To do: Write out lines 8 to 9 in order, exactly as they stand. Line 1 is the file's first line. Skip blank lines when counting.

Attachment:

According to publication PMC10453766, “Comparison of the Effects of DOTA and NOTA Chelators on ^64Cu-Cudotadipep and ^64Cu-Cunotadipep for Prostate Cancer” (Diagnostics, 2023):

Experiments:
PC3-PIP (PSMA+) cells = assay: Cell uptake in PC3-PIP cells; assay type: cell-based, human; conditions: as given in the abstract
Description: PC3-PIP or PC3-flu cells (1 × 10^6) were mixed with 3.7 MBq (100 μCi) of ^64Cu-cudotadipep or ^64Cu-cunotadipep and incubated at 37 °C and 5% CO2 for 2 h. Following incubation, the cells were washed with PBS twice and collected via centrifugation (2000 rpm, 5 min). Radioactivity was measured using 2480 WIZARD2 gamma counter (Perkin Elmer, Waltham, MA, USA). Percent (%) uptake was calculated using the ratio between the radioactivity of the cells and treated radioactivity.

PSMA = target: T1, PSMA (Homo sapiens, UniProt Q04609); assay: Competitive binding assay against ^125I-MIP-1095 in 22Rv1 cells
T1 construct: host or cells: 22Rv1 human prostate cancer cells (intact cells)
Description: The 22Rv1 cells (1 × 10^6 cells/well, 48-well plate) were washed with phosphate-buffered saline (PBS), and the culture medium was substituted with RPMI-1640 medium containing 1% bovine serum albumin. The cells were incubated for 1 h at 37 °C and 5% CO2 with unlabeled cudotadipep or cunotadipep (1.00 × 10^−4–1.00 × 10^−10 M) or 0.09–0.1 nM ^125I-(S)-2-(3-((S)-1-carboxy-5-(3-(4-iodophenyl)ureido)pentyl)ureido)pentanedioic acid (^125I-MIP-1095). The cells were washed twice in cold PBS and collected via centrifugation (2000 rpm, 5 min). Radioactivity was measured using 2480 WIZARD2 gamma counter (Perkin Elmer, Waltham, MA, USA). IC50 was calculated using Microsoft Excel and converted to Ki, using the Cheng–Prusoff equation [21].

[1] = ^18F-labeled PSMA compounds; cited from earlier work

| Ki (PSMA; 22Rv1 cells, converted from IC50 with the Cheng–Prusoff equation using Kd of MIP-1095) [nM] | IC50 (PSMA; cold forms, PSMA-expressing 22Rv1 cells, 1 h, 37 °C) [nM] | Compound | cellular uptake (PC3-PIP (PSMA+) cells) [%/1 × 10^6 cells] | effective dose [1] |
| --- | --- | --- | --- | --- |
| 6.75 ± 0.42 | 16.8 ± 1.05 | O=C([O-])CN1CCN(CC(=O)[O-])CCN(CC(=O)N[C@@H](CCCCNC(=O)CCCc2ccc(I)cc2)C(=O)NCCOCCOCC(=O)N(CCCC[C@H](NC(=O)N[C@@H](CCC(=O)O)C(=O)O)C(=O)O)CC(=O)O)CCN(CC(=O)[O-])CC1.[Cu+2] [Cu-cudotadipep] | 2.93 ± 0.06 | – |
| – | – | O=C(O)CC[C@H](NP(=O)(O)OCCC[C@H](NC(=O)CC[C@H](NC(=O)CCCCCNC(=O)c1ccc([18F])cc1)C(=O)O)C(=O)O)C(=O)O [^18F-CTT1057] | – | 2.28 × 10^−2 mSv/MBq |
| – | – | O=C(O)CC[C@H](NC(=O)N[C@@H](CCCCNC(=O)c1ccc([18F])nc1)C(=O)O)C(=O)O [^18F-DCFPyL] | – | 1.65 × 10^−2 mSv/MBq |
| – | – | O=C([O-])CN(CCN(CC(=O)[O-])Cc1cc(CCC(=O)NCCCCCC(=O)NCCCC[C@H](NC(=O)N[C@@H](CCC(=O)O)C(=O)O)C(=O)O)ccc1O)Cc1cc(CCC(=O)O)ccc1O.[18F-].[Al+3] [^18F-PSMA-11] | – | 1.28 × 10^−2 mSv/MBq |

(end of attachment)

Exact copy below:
[1] = ^18F-labeled PSMA compounds; cited from earlier work

| Ki (PSMA; 22Rv1 cells, converted from IC50 with the Cheng–Prusoff equation using Kd of MIP-1095) [nM] | IC50 (PSMA; cold forms, PSMA-expressing 22Rv1 cells, 1 h, 37 °C) [nM] | Compound | cellular uptake (PC3-PIP (PSMA+) cells) [%/1 × 10^6 cells] | effective dose [1] |